The Disinformation Games

Your safe space for games and challenges related to misinformation and disinformation!


Case study: Artificial Intelligence -  Opportunity, Danger or Both?

AI: Opportunity, Danger or Both?

Recommended for: 16 year old students or older

Available building blocks: 4

Tags: artificial intelligence, technology, robots, fake news

Tips for educators

Building block 1. What is artificial intelligence?

Introduction to why AI is important to the learners lives being taught. Introduce basic concepts and an overview of the influence it has on their lives.

Suggested resources

1. Boston dynamics robot uprising [Open from webarchive if link broken/inactive]

2. Robo-journalism: How a computer describes a sports match [Open from webarchive if link broken/inactive]

3. Ready for robot lawyers: how students can prepare for the future of law [Open from webarchive if link broken/inactive]

4. 5 ways AI changes tax [Open from webarchive if link broken/inactive]



Watson computer wins at Jeopardy

Learning outcomes

The learning outcomes represent the competences which learners are expected to develop as a result of the training intervention:

  1. Understand the field of AI and the main areas of possible disruption.
  2. Appreciate the purpose of sample information.
  3. Understand how AI might influence us via false information.

Suggested teaching methods

We plan to use some standard classroom practices:
> Instructor led sessions to introduce ideas and guide discussions.
> Small group work to consolidate and support learning.
> Short quizzes for fun and consolidation.
> Plenary sessions to check understanding.


Suggested learning activities

1.5 to 2 hour per lesson over 2 sessions.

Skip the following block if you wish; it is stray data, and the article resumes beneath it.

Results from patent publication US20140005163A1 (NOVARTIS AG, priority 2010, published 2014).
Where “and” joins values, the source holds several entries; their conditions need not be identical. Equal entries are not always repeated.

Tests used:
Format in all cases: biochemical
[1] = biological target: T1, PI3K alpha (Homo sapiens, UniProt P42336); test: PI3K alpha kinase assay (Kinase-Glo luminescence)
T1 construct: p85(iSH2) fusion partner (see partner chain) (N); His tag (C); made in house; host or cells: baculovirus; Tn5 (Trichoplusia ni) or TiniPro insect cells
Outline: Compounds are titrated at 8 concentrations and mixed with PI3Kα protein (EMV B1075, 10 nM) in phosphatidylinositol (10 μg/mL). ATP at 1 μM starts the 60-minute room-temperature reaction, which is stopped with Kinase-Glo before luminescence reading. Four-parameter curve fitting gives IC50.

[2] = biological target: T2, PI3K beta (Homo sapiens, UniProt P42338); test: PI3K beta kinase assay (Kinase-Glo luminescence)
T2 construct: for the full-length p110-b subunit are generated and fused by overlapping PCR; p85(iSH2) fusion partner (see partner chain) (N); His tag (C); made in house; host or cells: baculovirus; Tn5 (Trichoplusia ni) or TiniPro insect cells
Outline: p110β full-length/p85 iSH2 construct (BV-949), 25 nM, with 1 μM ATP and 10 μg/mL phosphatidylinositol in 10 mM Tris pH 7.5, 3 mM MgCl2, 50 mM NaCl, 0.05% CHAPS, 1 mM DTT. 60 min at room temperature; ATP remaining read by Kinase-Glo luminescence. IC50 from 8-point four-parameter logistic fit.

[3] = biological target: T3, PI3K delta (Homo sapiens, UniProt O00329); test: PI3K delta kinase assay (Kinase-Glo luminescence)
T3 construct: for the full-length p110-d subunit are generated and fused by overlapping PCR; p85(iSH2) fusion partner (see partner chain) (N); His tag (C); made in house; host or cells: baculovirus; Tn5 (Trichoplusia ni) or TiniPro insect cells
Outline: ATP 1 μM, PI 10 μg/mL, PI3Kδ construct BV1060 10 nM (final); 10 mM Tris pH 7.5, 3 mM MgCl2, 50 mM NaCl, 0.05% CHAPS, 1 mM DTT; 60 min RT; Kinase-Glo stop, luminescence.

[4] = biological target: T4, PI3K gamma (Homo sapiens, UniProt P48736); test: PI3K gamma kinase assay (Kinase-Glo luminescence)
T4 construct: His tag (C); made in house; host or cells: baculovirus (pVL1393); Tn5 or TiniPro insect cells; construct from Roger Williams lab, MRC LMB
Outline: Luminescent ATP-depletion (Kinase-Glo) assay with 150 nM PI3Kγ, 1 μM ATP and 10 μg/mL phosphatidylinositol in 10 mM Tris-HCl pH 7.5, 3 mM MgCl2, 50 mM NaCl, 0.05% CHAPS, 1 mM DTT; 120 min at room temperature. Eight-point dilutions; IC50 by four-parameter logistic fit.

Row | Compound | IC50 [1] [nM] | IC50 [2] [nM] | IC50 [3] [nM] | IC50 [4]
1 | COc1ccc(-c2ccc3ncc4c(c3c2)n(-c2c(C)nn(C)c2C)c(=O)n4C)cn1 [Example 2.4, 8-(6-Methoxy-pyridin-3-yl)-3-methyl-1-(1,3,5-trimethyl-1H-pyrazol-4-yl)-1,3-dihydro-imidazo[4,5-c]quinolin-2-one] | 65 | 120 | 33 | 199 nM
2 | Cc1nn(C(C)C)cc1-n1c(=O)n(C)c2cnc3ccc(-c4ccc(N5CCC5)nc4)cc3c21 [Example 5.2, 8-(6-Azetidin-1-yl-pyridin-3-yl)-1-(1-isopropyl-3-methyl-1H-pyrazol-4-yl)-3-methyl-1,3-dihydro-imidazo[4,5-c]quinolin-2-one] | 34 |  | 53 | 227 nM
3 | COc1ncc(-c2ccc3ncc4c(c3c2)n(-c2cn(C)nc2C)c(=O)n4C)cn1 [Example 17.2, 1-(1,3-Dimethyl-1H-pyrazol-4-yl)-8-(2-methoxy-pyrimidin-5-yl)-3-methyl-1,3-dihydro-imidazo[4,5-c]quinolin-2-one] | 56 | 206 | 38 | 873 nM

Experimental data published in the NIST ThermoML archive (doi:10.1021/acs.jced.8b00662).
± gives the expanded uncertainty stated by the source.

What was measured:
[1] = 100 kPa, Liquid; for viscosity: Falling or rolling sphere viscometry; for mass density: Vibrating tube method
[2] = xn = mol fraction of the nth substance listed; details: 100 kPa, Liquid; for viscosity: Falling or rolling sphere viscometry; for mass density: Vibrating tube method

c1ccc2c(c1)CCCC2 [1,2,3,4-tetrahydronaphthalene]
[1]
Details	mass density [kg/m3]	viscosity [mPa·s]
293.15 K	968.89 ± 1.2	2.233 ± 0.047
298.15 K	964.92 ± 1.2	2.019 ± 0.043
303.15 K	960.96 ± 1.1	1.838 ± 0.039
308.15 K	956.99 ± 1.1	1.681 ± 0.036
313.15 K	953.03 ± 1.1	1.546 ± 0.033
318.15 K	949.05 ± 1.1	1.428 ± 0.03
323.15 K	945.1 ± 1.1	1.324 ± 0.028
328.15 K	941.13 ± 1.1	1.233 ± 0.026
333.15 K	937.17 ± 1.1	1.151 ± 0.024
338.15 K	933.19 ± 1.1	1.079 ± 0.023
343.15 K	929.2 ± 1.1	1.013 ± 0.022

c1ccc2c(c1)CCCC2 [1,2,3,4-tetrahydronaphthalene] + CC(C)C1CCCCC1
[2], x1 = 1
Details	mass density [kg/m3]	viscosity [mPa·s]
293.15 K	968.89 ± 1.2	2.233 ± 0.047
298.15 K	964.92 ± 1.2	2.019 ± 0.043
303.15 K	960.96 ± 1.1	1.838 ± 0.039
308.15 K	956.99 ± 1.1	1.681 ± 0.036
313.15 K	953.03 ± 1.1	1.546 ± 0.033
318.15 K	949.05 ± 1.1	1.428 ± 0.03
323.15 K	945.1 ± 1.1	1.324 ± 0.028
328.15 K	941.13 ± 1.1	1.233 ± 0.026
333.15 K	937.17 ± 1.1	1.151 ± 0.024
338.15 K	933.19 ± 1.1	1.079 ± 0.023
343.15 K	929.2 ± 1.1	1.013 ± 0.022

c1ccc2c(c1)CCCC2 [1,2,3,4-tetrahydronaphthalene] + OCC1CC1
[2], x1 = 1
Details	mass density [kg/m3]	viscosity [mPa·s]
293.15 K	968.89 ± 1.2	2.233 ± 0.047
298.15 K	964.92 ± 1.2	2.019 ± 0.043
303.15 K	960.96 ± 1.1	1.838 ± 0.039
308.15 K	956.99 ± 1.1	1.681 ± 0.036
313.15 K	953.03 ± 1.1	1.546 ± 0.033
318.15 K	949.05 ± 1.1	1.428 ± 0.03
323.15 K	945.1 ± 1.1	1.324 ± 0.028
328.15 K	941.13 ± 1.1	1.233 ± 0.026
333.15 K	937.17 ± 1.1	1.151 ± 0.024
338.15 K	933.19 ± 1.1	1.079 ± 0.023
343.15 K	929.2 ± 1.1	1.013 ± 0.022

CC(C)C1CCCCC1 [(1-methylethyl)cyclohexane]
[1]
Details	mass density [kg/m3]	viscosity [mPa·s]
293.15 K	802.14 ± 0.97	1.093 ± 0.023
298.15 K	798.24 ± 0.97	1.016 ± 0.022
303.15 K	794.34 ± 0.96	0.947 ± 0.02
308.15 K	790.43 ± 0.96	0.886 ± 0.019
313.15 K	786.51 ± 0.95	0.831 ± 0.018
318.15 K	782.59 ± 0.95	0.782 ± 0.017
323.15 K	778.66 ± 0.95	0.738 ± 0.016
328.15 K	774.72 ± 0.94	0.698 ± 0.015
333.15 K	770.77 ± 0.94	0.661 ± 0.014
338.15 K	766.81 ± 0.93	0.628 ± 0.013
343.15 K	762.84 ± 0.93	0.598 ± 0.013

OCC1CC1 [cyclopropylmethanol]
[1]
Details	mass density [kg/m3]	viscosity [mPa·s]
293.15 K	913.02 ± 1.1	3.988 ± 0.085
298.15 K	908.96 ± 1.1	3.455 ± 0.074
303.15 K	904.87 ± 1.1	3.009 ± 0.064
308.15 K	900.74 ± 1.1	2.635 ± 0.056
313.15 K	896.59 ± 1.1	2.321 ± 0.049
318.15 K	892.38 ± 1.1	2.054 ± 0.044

The structure of the class work related to the case study will be roughly as follows:

> Lesson 1: Introduction to DeFacto and the overall aims of the project, discussion of significance of false information. Get a feel for the student’s current take on it (30). Individual work to find articles they “know” to be “true” (15). Discuss the 4 pillars in some detail and get students to work in groups or pairs to think about what they currently understand about the concepts and what they find difficult (30). Come up with one example to support one of the pillars. Group work on what they found in terms of support material from previous session (15). Session lead on deconstructing some of the ideas presented. Share some research on mis/dis and its impact. HW: come up with an idea of how they could teach the idea to others (15-30).

> Lesson 2: Introduce the analogue game and spend some time in groups trying it (60). Plenary discussion on how effective/not it is. Suggest one improvement to game Introduce digital version and allow them to try (30). Discuss some of the design ideas around it and get feedback on their views. Try the app and track their feelings Discuss the process and their feelings on mis/mal/dis information and their knowledge of how it can be addressed with DeFacto elements. Get their feedback on what they feel the future holds for them as a result (30).

De Facto pillars

Motivated Cognition: Question and answer session with learners to determine if they value some fake info over others. What is the motivation, if any, that drives acceptance or otherwise. Reinforce the psychological nature of the info.

Systemic Causality: Begin to explore in small groups if there are links between different forms of info generated by AI. What is the causal link, if any?

Frames and Framing: Use class based discussion of the concepts in order to create a reference frame for further work.

Equivalence and Emphasis Frames: Explore in groups if equivalence exists in order to make the material more acceptable.

Additional tools

De Facto app
Analogue board game and cards

Tips for educators


You have selected a topic from the Disinformation Games area. Please be advised that this area hosts, or links to, resources that contain misinformation or disinformation. The presence of such materials is to assist in developing and sustaining skills for navigating and detecting disinformation. To achieve this goal – and with clear intent – none of the materials are explicitly marked as true or not true.